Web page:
Whichever you choose, both include a wearable help button or a voice-activated wall button. These features allow you to push the wearable button whenever an emergency occurs or speak into a wall button for help. Some wearable, monitored at-home devices also include automatic fall detection, which sends help if the emergency operator cannot establish two-way communication with you.
Mobile Medical Alert Systems
Mobile medical alert devices are on-the-go systems that provide security no matter where your day takes you. The wearable device uses cellular technology, so no base unit is required.
Mobile devices have a two-way communicator, so you can speak to an operator even when you're out and about. Plus, these systems utilize GPS tracking, so responders can find your location immediately if you require medical assistance. GPS also allows friends or family members to find you if you experience memory loss or confusion.
Mobile medical alert systems are more functional and tend to be more expensive. However, if you leave your home often or like to be outdoors, the cost is worth that extra protection.
What Are Fall Detection Devices?
Not all medical alert devices come with fall detection. However, if you struggle with falling or have a medical condition, you may want to ensure that your PERS has this feature.
State-of-the-art fall detection uses specialized sensor technology to detect when a fall suddenly occurs. This technology senses the abrupt change by evaluating your body's position, physical activity, and the smoothness of your movements.
Fall detection is an invaluable feature that could save your life because you may be unable to push your device's help button after a fall. When your device detects a fall, it automatically initiates an alert to a monitoring center that is open 24/7. A trained operator reaches out through the two-way speaker to evaluate your situation. If you are unresponsive, the operator calls emergency services on your behalf.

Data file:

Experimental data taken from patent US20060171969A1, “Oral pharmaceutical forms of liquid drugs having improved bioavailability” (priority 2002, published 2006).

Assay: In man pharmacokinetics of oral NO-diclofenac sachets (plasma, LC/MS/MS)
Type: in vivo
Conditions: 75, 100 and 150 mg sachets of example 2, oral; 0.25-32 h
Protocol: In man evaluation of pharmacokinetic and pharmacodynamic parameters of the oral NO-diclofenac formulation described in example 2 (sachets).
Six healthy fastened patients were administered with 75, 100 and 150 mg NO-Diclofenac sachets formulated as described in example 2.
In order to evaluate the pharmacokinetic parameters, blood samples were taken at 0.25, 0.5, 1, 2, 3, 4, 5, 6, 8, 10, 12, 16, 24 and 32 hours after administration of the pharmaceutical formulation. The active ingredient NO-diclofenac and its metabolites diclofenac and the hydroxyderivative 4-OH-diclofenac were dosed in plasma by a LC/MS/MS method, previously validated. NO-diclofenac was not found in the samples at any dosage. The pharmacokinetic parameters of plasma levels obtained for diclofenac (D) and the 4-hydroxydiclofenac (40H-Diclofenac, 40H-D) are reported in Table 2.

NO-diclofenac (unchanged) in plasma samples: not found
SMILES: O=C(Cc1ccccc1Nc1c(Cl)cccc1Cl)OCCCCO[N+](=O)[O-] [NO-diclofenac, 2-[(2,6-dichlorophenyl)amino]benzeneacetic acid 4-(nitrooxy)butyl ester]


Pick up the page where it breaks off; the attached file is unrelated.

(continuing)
Which Type of Medical Alert Device Is Best for You?
A medical alert device could be a life-saving piece of equipment. It will give you and your loved ones peace of mind and add to your overall security.
After selecting a type of device and monitoring services, here are some other aspects to consider when choosing a medical alert system:
- Medical alert system costs: Medical alert devices come in various price points. However, be careful about selecting an "inexpensive" system. Many of these lock you into contracts or contain hidden fees. Companies should be completely transparent about all costs associated with your PERS.
- Battery: While some systems plug into the wall, mobile and wearable devices require batteries. Be sure to find out how long batteries last and whether they can be recharged. You may also want to ask if the base unit has a backup battery in case of a power outage
- Range: For home-based systems, understand how far the wearable device can roam from the base unit and still work properly.
- Landline vs. cellular: A landline may be the better option if you have spotty cellular service, live in a more rural location, or have a house with a metal roof and concrete block walls.
- Online portal: Many medical alert companies feature an online portal or mobile app that allows you to share pertinent information in an emergency. A portal will also allow caregivers to connect to it and better care for your needs.
Customized Medical Alert Systems From Medical Guardian
At Medical Guardian, we work to customize our medical alert system to fit your unique needs and lifestyle. Whether you choose a home-based PERS or a wearable device you can take on the go, we offer exceptional products, services and features. If you want the peace of mind a medical alert system can provide, please take our product quiz to see which options suit your needs. You can also contact our team.